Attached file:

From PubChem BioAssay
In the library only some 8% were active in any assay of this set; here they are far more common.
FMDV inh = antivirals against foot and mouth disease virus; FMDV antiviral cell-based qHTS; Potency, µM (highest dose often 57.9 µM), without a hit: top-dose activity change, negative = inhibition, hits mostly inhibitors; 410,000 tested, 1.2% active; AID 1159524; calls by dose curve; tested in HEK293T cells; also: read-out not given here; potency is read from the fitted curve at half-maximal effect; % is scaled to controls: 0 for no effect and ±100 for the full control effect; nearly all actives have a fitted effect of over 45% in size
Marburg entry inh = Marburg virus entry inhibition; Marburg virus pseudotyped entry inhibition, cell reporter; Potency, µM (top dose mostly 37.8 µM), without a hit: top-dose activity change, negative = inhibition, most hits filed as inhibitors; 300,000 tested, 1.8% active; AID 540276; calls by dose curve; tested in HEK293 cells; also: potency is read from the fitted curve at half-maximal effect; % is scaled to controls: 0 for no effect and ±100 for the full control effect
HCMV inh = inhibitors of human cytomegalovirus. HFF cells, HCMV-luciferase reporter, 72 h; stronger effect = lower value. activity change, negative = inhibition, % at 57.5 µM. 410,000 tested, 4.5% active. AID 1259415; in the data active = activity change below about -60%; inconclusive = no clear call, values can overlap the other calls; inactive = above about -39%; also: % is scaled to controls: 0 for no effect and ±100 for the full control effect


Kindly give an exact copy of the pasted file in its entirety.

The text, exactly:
From PubChem BioAssay
In the library only some 8% were active in any assay of this set; here they are far more common.
FMDV inh = antivirals against foot and mouth disease virus; FMDV antiviral cell-based qHTS; Potency, µM (highest dose often 57.9 µM), without a hit: top-dose activity change, negative = inhibition, hits mostly inhibitors; 410,000 tested, 1.2% active; AID 1159524; calls by dose curve; tested in HEK293T cells; also: read-out not given here; potency is read from the fitted curve at half-maximal effect; % is scaled to controls: 0 for no effect and ±100 for the full control effect; nearly all actives have a fitted effect of over 45% in size
Marburg entry inh = Marburg virus entry inhibition; Marburg virus pseudotyped entry inhibition, cell reporter; Potency, µM (top dose mostly 37.8 µM), without a hit: top-dose activity change, negative = inhibition, most hits filed as inhibitors; 300,000 tested, 1.8% active; AID 540276; calls by dose curve; tested in HEK293 cells; also: potency is read from the fitted curve at half-maximal effect; % is scaled to controls: 0 for no effect and ±100 for the full control effect
HCMV inh = inhibitors of human cytomegalovirus. HFF cells, HCMV-luciferase reporter, 72 h; stronger effect = lower value. activity change, negative = inhibition, % at 57.5 µM. 410,000 tested, 4.5% active. AID 1259415; in the data active = activity change below about -60%; inconclusive = no clear call, values can overlap the other calls; inactive = above about -39%; also: % is scaled to controls: 0 for no effect and ±100 for the full control effect